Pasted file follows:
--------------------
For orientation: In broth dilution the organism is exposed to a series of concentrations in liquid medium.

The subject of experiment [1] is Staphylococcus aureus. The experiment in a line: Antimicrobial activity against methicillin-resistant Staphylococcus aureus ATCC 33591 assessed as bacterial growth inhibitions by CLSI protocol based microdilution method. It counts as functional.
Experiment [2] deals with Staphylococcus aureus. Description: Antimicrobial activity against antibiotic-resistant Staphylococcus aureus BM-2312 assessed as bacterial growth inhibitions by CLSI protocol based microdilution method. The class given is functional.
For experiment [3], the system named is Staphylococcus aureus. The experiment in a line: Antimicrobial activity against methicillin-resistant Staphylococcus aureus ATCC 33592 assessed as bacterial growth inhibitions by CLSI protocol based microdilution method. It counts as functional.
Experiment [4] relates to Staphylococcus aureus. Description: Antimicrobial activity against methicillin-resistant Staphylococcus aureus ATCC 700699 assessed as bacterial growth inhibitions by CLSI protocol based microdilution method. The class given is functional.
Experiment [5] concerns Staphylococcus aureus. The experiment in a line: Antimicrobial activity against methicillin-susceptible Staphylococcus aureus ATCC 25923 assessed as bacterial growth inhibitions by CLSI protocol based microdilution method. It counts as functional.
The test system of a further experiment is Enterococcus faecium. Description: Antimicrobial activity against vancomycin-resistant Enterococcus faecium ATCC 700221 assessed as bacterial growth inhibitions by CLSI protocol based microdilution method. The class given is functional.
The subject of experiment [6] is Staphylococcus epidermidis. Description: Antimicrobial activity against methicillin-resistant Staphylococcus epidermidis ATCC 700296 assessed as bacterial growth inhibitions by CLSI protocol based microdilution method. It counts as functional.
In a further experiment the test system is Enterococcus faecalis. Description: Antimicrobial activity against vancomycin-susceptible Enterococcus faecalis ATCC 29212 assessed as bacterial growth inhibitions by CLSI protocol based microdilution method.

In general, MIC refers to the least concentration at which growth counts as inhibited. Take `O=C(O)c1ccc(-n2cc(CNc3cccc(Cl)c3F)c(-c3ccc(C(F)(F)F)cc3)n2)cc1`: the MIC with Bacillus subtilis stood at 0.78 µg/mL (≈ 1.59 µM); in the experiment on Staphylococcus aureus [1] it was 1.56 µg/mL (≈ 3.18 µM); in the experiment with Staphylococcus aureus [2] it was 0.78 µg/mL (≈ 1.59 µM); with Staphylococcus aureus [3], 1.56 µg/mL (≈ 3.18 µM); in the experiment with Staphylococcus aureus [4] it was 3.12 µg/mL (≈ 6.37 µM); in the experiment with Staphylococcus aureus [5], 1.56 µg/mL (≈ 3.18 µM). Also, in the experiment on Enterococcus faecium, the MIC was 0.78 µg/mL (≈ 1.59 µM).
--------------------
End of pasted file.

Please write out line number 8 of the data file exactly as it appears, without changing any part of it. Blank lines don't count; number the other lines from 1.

The subject of experiment [6] is Staphylococcus epidermidis. Description: Antimicrobial activity against methicillin-resistant Staphylococcus epidermidis ATCC 700296 assessed as bacterial growth inhibitions by CLSI protocol based microdilution method. It counts as functional.